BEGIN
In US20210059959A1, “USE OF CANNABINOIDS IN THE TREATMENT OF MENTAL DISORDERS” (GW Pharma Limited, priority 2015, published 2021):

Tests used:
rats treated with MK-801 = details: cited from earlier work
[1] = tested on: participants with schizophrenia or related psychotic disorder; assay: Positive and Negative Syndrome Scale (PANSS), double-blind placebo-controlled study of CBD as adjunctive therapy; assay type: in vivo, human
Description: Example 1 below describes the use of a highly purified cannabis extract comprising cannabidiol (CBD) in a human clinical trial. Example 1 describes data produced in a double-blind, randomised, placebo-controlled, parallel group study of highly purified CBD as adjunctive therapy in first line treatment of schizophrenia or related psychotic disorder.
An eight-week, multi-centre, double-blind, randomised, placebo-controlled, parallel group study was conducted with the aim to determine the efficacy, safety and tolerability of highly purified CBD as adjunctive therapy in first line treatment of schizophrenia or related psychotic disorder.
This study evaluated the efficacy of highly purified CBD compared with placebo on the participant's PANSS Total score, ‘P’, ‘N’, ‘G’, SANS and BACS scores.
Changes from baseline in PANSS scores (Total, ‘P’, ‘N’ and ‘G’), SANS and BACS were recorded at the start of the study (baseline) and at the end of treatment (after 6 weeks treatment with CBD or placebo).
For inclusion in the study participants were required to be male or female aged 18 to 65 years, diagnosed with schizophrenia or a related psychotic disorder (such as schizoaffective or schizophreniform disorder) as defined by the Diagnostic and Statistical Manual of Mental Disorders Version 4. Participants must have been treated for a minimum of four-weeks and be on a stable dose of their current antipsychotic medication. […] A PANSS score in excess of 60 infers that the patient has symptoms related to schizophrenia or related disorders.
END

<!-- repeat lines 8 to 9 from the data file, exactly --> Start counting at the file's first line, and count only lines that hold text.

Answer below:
Changes from baseline in PANSS scores (Total, ‘P’, ‘N’ and ‘G’), SANS and BACS were recorded at the start of the study (baseline) and at the end of treatment (after 6 weeks treatment with CBD or placebo).
For inclusion in the study participants were required to be male or female aged 18 to 65 years, diagnosed with schizophrenia or a related psychotic disorder (such as schizoaffective or schizophreniform disorder) as defined by the Diagnostic and Statistical Manual of Mental Disorders Version 4. Participants must have been treated for a minimum of four-weeks and be on a stable dose of their current antipsychotic medication. […] A PANSS score in excess of 60 infers that the patient has symptoms related to schizophrenia or related disorders.